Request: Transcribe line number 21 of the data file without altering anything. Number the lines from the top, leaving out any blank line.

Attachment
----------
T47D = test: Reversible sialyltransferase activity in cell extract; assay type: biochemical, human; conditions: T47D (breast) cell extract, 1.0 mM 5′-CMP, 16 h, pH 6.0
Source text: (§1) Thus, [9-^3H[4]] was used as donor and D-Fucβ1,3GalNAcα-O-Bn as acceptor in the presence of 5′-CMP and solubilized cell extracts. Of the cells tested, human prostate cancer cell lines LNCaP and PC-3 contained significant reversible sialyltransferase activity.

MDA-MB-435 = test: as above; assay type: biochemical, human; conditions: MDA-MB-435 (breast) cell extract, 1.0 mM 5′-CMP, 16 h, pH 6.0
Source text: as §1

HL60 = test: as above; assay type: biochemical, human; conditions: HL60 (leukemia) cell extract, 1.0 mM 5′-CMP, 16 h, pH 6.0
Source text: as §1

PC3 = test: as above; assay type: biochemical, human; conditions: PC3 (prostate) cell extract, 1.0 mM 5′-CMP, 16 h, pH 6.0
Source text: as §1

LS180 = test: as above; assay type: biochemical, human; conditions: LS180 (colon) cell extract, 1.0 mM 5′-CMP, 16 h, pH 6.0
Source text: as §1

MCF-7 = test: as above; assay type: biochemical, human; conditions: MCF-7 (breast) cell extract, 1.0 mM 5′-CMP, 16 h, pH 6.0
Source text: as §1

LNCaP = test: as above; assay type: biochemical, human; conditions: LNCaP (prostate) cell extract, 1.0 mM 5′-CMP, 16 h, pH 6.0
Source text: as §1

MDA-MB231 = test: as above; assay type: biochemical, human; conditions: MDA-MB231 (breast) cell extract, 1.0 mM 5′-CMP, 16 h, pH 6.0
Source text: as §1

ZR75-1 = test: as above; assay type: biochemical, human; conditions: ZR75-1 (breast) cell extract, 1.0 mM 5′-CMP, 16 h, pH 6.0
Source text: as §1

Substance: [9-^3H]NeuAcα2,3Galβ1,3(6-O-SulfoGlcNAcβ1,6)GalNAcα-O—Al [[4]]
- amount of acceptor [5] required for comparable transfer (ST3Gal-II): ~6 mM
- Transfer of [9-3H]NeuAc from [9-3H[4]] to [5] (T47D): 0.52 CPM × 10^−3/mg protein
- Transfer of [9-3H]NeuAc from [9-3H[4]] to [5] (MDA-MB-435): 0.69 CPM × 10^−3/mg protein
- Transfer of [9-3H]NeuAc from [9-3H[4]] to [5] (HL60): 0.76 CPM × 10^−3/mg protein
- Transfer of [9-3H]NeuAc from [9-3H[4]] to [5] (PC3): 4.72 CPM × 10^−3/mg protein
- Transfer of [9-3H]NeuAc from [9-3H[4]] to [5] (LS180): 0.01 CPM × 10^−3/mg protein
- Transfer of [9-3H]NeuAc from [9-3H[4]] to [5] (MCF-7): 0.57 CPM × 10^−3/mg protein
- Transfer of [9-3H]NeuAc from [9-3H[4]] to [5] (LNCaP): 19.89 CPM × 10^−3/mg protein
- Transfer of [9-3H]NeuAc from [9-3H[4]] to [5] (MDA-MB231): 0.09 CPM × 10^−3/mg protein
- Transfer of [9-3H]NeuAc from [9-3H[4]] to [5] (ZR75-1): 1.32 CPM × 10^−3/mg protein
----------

- Transfer of [9-3H]NeuAc from [9-3H[4]] to [5] (T47D): 0.52 CPM × 10^−3/mg protein